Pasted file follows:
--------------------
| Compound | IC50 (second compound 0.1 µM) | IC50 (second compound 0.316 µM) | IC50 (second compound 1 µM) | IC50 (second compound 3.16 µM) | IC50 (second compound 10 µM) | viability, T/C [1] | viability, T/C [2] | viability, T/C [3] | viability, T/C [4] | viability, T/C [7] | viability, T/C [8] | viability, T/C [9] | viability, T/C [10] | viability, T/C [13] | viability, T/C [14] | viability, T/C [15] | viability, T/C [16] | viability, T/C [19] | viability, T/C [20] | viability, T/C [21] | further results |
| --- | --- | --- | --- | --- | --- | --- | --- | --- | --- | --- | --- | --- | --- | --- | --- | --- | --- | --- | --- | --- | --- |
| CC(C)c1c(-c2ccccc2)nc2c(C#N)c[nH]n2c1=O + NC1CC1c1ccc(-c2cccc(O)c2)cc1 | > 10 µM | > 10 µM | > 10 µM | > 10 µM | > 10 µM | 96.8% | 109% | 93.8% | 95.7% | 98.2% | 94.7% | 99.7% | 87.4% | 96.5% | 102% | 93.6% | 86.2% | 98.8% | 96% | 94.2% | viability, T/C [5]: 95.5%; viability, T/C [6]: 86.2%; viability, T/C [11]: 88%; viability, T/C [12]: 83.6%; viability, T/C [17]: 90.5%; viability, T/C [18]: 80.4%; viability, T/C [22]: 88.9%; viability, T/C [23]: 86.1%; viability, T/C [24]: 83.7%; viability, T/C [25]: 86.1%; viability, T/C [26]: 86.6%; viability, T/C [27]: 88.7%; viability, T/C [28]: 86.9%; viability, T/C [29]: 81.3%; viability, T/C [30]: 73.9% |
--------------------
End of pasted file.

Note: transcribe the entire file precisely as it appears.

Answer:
| Compound | IC50 (second compound 0.1 µM) | IC50 (second compound 0.316 µM) | IC50 (second compound 1 µM) | IC50 (second compound 3.16 µM) | IC50 (second compound 10 µM) | viability, T/C [1] | viability, T/C [2] | viability, T/C [3] | viability, T/C [4] | viability, T/C [7] | viability, T/C [8] | viability, T/C [9] | viability, T/C [10] | viability, T/C [13] | viability, T/C [14] | viability, T/C [15] | viability, T/C [16] | viability, T/C [19] | viability, T/C [20] | viability, T/C [21] | further results |
| --- | --- | --- | --- | --- | --- | --- | --- | --- | --- | --- | --- | --- | --- | --- | --- | --- | --- | --- | --- | --- | --- |
| CC(C)c1c(-c2ccccc2)nc2c(C#N)c[nH]n2c1=O + NC1CC1c1ccc(-c2cccc(O)c2)cc1 | > 10 µM | > 10 µM | > 10 µM | > 10 µM | > 10 µM | 96.8% | 109% | 93.8% | 95.7% | 98.2% | 94.7% | 99.7% | 87.4% | 96.5% | 102% | 93.6% | 86.2% | 98.8% | 96% | 94.2% | viability, T/C [5]: 95.5%; viability, T/C [6]: 86.2%; viability, T/C [11]: 88%; viability, T/C [12]: 83.6%; viability, T/C [17]: 90.5%; viability, T/C [18]: 80.4%; viability, T/C [22]: 88.9%; viability, T/C [23]: 86.1%; viability, T/C [24]: 83.7%; viability, T/C [25]: 86.1%; viability, T/C [26]: 86.6%; viability, T/C [27]: 88.7%; viability, T/C [28]: 86.9%; viability, T/C [29]: 81.3%; viability, T/C [30]: 73.9% |